SummaryThe majority of state legislatures are currently in session, and many states are taking steps to address prescription drug spending and prices through a range of legislative proposals. While states have historically focused on price transparency, state policymakers are now moving beyond those measures to more directly control prescription drug prices through reference pricing, affordability review boards setting upper payment limits, and other price control mechanisms.
Prior State Legislative Activity
Twenty-two states have enacted drug pricing laws since 2016. Many of these laws aim to increase drug price transparency through reporting and notification requirements, such as by requiring manufacturers to provide specific pricing information to the state or other entities (e.g., health plans).
Notably, some state transparency laws have been subject to litigation. For instance, in 2018, the 4th US Circuit Court of Appeals ruled that Maryland’s drug pricing law passed in 2017, which was the first of its kind, was unconstitutional. The law would have prohibited a manufacturer or wholesale distributor from engaging in “price gouging,” defined as an “unconscionable increase” in the price of a prescription drug in the original bill, in the sale of an essential generic drug. The appeals court found the law to be unconstitutional because it “directly regulates the price of transactions that occur outside Maryland.” Maryland has continued to pursue transparency efforts, enacting the first-in-nation drug affordability review board in 2019.
Current Legislative Activity
While states continue to consider price transparency initiatives, state legislatures have debated in 2021 new types of drug pricing bills that move beyond manufacturer reporting requirements and more towards directly controlling or limiting prices. In particular, at least 14 states are considering a form of “price control” legislation so far in 2021. The provisions in these bills include, but are not limited to:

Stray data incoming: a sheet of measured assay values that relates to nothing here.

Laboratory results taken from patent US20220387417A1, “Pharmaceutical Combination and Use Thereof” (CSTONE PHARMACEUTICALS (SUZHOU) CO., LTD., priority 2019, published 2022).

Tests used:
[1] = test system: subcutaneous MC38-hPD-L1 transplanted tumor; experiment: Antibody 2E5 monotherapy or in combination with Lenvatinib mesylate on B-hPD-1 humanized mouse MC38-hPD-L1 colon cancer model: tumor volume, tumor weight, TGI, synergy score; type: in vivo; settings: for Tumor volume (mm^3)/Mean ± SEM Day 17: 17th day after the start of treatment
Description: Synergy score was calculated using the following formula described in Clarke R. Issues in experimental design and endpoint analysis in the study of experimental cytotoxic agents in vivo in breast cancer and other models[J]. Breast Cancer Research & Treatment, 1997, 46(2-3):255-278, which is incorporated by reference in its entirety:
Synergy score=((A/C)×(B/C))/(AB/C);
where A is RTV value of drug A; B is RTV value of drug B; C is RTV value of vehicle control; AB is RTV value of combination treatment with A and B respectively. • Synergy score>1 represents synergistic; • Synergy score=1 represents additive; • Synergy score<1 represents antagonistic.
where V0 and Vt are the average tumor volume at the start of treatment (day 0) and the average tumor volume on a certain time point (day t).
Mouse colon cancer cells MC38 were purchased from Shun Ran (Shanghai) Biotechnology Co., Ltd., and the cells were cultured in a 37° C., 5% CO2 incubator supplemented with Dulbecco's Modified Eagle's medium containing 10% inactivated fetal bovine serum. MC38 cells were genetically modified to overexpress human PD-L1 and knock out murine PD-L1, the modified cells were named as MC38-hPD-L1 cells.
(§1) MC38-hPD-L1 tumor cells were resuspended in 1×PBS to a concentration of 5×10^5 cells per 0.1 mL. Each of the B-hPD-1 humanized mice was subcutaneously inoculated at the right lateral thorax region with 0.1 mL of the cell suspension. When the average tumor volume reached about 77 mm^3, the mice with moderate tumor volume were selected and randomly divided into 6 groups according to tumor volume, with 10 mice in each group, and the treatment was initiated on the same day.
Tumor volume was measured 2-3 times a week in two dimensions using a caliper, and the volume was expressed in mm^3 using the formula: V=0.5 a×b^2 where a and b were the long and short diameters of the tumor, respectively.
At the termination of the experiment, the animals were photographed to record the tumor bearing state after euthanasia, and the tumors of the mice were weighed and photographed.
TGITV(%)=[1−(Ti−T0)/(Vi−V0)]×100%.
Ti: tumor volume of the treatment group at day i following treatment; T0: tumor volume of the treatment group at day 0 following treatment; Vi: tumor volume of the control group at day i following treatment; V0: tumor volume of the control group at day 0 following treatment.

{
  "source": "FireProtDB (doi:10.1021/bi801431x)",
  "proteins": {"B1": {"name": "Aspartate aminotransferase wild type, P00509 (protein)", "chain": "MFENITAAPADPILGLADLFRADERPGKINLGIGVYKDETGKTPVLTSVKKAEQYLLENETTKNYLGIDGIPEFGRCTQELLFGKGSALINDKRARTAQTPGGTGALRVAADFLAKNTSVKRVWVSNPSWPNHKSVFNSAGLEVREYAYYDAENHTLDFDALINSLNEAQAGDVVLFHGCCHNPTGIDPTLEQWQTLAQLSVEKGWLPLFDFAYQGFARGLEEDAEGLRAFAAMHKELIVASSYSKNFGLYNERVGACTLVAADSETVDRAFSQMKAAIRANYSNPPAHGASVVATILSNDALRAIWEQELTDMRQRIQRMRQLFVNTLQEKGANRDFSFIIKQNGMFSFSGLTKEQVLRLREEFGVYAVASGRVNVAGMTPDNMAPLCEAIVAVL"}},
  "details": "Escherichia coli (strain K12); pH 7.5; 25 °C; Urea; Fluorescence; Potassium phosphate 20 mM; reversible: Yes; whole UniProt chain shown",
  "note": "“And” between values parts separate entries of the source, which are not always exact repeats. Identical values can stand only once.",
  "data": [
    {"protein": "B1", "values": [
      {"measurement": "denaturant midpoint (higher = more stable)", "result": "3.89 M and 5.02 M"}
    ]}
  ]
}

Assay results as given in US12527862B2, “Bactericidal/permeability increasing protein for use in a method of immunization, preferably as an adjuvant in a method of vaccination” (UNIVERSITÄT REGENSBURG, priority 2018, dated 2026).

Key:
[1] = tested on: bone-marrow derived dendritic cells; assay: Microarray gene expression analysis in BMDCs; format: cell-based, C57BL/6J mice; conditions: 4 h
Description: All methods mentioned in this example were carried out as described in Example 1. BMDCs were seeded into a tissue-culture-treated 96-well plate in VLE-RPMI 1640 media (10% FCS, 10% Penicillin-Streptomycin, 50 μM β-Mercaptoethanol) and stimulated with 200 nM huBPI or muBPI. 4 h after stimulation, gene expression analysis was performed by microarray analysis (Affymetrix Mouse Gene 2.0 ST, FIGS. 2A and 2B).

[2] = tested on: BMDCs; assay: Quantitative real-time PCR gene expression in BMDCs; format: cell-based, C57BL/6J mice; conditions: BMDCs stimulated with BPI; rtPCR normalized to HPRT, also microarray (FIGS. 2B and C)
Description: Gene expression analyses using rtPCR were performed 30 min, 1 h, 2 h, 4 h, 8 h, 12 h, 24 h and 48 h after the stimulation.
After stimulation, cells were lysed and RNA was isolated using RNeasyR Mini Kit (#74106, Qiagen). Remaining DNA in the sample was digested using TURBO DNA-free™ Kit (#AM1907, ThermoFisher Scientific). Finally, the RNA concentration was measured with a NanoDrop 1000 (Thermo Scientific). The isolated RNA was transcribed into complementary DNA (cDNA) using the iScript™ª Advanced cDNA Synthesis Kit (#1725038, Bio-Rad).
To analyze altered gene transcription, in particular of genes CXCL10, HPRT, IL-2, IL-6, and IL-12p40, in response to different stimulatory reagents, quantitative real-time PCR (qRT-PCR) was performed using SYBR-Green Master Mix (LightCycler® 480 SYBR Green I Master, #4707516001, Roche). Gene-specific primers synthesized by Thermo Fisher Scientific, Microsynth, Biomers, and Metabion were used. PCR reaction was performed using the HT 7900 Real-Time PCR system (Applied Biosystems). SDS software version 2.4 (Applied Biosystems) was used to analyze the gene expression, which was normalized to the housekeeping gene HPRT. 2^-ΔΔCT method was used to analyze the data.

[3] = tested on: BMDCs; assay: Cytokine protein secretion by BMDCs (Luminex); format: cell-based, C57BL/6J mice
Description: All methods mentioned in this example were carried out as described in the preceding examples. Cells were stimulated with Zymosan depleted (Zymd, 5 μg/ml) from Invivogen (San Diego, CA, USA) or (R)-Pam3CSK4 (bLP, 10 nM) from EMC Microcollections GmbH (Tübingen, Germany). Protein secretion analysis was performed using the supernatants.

- Imposing fines on manufacturers that have “unsupported price increases”—defined by states as increasing drug prices beyond a set inflation rate or beyond an increase threshold determined through value assessments; or
- Benchmarking drug prices in the state against referenced prices from other countries (e.g., Canada)
Similarly, states are evolving the role of drug price affordability review boards to have a more active role in price setting by including new provisions, such as:
- Establishing an upper payment limit1 that could enable a review board to fine manufacturers that exceed the limit set by the review board
- Requiring manufacturers to pay an annual assessment fee to the review board
Recent prescription drug price transparency and cost-focused legislation fall into the following categories, including through a combination of related drug pricing initiatives:
Both Republicans and Democrats have signaled that drug pricing is a priority at the state and federal levels. Federal proposals have been mirrored across multiple state legislatures this year (e.g., reference pricing and value-based pricing assessments). Given the substantial state legislative activity so far in 2021, it is likely additional states will enact new laws related to drug pricing and transparency this year. At the same time, states continue to grapple with addressing healthcare costs and increased state budget deficits amidst the COVID-19 pandemic, which could factor into the likelihood of these and other health-related proposals advancing.
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- Not in reference to Upper Payment Limits in Medicaid.
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